World Series: Giants sweep Tigers for second title in last three seasons
"I think we never found our confidence at home plate," Cabrera said. "It was not the same game we played. We could not find our game in the World Series."
Bristled slumping Tigers slugger Prince Fielder: "This is not about me. This is about the team."
An NL team won the title for the third straight season, a run that hadn't occurred in 30 years. Some find the streak surprising, considering the AL's recent dominance in interleague play. Yet as every fan knows, the club that pitches best in the postseason usually prevails.
Until the end, the Tigers thought one big hit could shift the momentum. It was an all-too-familiar October lament — Texas felt the same way when the Giants throttled it in 2010, and Tigers knew the feeling when St. Louis wiped them out in 2006.
"For one, we didn't allow doubt to ever creep in," Pence said. "You know, the thing that made this team so special is just playing as a team, caring for each other. We had our backs against the wall and we knew it wasn't going to be easy. It's not supposed to be."
Howling winds made it feel much colder than the 44 degrees at gametime. Two wrappers blew across home plate after leadoff man Angel Pagan struck out, and fly balls played tricks in the breeze.
The Giants started with their pregame ritual. They clustered around Pence in the dugout, quickly turning into a bobbing, whooping, pulsing pack, showering themselves with sunflower seeds. A big league good-luck charm, Little League style.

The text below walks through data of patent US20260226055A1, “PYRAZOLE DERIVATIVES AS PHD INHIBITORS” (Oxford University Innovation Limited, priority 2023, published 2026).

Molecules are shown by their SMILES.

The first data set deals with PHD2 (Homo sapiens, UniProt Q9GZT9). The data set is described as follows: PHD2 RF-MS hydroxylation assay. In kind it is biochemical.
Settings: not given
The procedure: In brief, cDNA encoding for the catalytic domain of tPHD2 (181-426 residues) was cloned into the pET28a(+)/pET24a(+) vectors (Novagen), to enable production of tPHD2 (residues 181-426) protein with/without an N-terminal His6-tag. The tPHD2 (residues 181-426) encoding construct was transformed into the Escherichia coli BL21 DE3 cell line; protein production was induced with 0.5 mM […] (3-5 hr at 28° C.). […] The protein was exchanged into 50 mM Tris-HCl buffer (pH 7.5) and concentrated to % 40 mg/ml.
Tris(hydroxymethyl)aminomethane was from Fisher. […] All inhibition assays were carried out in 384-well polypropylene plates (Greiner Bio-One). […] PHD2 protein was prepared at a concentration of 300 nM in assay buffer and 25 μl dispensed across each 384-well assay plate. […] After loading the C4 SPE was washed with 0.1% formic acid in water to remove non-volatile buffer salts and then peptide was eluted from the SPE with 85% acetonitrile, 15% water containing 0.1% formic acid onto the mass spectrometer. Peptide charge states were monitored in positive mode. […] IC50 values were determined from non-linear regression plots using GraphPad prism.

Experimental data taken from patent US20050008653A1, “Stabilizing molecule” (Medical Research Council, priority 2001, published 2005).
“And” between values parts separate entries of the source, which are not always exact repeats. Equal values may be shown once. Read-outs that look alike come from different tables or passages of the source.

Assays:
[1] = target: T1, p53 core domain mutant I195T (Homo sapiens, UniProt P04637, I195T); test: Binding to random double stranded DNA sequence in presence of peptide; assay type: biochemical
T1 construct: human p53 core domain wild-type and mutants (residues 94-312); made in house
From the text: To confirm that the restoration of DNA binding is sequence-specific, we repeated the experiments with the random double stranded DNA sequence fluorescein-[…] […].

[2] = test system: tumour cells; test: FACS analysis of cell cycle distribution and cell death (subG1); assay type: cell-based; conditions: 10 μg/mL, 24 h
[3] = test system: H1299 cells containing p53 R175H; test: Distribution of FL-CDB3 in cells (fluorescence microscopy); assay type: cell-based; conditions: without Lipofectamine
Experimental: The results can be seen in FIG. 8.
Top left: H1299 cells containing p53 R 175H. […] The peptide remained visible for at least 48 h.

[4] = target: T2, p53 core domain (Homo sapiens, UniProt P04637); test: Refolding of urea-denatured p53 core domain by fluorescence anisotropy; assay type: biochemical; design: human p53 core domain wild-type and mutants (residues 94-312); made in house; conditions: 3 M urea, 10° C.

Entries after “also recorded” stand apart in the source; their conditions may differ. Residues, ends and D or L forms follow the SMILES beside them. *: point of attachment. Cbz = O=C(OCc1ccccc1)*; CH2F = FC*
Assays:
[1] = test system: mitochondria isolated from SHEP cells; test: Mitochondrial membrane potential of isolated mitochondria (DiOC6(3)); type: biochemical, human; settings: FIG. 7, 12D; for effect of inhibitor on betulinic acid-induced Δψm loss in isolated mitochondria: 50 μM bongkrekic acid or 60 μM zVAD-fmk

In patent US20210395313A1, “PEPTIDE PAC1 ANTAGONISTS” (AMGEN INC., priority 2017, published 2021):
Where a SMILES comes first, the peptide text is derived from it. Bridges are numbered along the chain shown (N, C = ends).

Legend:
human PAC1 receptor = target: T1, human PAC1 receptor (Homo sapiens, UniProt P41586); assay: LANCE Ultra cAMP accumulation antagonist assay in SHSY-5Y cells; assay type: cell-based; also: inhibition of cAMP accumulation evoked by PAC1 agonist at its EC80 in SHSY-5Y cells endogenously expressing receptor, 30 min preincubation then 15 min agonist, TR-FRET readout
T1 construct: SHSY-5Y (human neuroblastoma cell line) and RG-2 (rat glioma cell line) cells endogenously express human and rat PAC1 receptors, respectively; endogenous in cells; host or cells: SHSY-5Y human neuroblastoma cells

"That was one of our mottos, and we went out there to enjoy every minute of it and it was hard earned. Just an incredible, incredible group of guys that fought for each other," Pence said.
Once again, San Francisco took an early lead. Pence hit a one-hop drive over the center-field fence for a double and Brandon Belt tripled on the next pitch for a 1-0 lead in the second.
The next inning, Cabrera gave the Tigers a reason to think this might be their night.
With two outs and a runner on first, Cabrera lofted an opposite-field fly to right — off the bat, it looked like a routine out shy of the warning track. But with winds gusting over 25 mph, the ball kept carrying, Pence kept drifting toward the wall and the crowd kept getting louder.
Just like that, it was gone.
Cabrera's homer gave Detroit its first lead of the Series, ended its 20-inning scoreless streak and reaffirmed a pregame observation by Tigers Hall of Famer Al Kaline.
"The wind usually blows to right at this time of year," Kaline said.
In the fourth, Max Scherzer and catcher Gerald Laird teamed on a strike 'em out-throw 'em out double play.
Trailing for the first time since Game 4 of the NL championship series, Posey and the Giants put a dent in Detroit's optimism. Scutaro led off the sixth with a single and clapped all the way around the bases when Posey sent a shot that sailed just inside the left-field foul pole for a 3-2 lead.
Detroit wasn't about to go quietly, however. Young, the ALCS MVP against the Yankees, made it 3-all with another opposite-field homer to right, this one a no-doubt drive.
Fielder finished 1 for 14 (.111) for the Series.
All 24 teams to take a 3-0 lead in the World Series have won it all. In fact, none of those matchups even reached a Game 6. This was the first sweep for an NL team since Cincinnati in 1990.
Working on nine days' rest and trying to extend the Tigers' season, Scherzer kept them close into the seventh. Often recognized for his eyes — one is light blue, the other is brown — he's also known as a solid postseason pitcher.
Ditto-plus for Matt Cain, who was working on a nearly perfect year.
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